FIELD OF INVENTION
- BACKGROUND OF THE INVENTION
The present invention relates to hypermedia systems for selection and delivery of content over computer networks, and more particularly, to a hypermedia system that provides a time-dependent matrix of hyperlinks within a sequence of animated content, wherein selection of a hyperlink causes specific content to be delivered to a client device, and in particular, to a mobile device employing a wireless protocol such as i-mode or WAP (Wireless Application Protocol).
Systems for wireless data transmission to mobile devices are rapidly being developed; for example, the “i-mode” cell phone system in use and under development by NTT Mobile Communications Network, Inc. (“NTT DoCoMo”) of Tokyo, Japan. In the United States, various wireless data transmission technologies, typically classified as either two-and-a-half generation (“2.5G”) or third generation (“3G”), are being contemplated or developed by telecommunications providers. 2.5G technologies provide wireless data transmission rates of about 115 Kbps to less than about 384 Kbps, and 3G technologies are capable of data transmission at 384 Kbs to about 2 Mbps. Meanwhile, even at slower data transmission rates, such as the 9.6 and 14 Kbps rates typical of many current cellular systems, protocols for Internet services are available. For example, a “microbrowser” for Internet services at currently prevalent transmission rates using the WAP is available from Openwave, Inc., of Redwood City, Calif.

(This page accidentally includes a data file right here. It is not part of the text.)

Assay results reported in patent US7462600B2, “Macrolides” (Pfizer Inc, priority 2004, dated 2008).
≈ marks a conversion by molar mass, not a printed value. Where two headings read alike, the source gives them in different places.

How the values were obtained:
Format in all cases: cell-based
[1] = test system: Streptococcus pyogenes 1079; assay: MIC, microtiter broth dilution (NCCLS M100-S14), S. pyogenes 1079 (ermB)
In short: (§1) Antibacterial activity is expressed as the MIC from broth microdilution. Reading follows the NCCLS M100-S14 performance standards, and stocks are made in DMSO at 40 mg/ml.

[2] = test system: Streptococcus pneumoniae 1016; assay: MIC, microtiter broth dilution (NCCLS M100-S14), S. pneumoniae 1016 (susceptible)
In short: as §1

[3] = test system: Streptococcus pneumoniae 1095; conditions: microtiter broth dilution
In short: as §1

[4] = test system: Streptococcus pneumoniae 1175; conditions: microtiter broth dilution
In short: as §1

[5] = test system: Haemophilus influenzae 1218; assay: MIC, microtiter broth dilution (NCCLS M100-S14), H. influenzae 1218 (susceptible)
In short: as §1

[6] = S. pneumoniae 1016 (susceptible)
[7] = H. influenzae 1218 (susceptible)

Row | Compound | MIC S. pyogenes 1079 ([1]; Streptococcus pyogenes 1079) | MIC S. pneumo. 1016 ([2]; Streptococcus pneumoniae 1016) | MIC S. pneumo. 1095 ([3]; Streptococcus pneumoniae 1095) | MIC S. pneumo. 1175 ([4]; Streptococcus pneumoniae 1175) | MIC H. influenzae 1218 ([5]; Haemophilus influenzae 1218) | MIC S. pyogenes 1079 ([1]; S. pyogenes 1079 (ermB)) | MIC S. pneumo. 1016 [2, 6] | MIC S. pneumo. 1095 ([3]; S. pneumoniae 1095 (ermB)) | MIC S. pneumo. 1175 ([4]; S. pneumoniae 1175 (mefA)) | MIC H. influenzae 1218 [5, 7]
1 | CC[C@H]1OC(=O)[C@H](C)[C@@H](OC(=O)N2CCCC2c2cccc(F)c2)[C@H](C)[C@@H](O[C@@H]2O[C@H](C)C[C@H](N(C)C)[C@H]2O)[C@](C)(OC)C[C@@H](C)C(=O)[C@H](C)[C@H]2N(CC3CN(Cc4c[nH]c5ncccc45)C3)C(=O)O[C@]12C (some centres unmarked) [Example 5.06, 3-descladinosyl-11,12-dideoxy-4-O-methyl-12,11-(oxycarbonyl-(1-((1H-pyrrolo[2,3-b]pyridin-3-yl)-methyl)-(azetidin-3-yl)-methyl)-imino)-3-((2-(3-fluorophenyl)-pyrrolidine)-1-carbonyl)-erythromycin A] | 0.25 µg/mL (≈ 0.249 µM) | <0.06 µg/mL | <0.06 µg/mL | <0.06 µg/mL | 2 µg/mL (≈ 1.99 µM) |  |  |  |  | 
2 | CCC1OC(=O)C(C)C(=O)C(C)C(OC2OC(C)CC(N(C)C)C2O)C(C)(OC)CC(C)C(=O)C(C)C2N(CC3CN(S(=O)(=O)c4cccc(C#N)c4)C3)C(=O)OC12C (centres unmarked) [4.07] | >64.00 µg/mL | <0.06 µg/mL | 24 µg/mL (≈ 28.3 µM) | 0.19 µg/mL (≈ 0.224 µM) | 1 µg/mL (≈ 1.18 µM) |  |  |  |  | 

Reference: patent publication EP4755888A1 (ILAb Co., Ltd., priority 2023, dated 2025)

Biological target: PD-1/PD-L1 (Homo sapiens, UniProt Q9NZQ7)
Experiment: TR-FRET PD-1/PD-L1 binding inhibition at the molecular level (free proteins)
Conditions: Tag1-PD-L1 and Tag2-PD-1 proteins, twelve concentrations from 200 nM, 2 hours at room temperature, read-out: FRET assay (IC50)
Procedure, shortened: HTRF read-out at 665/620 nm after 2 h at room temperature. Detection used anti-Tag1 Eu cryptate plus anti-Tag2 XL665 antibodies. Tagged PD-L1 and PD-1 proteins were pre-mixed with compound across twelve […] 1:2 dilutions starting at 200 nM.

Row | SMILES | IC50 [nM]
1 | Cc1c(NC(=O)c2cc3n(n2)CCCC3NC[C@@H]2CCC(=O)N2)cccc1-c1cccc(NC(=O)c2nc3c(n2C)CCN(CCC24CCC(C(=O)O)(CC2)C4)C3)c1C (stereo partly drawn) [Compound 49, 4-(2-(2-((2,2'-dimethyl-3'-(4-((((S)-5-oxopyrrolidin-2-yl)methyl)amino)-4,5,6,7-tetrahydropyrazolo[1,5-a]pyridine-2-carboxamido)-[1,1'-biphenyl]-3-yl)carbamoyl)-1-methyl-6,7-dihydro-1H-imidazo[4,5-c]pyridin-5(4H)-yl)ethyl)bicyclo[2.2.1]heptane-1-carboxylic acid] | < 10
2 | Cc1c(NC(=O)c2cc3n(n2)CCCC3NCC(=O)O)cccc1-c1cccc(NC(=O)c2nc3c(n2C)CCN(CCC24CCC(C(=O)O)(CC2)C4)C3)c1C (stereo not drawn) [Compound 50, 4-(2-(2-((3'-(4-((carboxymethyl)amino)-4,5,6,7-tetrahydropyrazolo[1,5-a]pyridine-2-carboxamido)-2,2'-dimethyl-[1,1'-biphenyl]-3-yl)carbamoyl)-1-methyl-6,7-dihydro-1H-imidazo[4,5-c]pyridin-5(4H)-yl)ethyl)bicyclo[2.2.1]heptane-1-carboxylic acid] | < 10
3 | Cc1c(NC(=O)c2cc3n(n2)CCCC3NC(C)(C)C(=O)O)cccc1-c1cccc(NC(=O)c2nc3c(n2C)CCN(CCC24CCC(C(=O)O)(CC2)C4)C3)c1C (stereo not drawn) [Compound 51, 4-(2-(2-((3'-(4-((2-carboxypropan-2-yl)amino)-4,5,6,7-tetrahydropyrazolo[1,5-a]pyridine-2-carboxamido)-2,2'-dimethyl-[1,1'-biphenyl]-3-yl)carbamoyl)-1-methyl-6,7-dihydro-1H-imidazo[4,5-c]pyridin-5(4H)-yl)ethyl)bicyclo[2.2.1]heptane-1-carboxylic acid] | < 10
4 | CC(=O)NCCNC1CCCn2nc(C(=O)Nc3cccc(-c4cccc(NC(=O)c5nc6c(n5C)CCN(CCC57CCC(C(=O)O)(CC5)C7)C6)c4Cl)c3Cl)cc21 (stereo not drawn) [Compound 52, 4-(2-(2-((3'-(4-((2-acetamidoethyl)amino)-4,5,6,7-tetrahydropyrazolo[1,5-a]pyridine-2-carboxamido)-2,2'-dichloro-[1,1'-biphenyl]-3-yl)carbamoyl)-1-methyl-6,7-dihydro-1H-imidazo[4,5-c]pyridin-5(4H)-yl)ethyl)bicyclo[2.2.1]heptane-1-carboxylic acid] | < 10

All of the foregoing trends are propelling rapid growth in the use of mobile devices for accessing information on the Internet. At the same time, information available on the Internet, and particularly, on the World Wide Web (the “Web”), is becoming increasingly rich and oriented towards high-bandwidth video information and multimedia entertainment, as the bandwidth and processing power of the Internet continues to grow. However, Web content that is formatted for standard computer displays, which typically measure at least about 14″ diagonally, is not well suited for mobile devices, with their relatively small (about 2″ to 4″) video screens. Even when bandwidth and transmission rates are not an issue, regular Web content is much more usable by mobile users when formatted to fit on small screens.
Currently, a few Internet content providers maintain websites for serving content formatted for mobile devices, and this is a trend that is expected to continue as mobile Web usage grows.
Increased use of richer, high-bandwidth Internet content in conjunction with mobile Internet devices has created a demand for linking content between wireless and wired protocols. Linked content comprises parallel, complementary sets of information, such as a set of Web pages developed for regular Internet usage, and a related set of Web pages for wireless devices. For example, a first set of information might be today's regular edition of an on-line newspaper for general Web publication in HTML (hypertext markup language) format, and the linked content might be an abridged version of today's news, formatted to fit on small screens. Linked content is typically static after being created by the content publisher, as is the link between the content. That is, the content and the relationship (or “link”) between it does not change with time. One merely selects one or the other set of information to view, depending on the desired display format.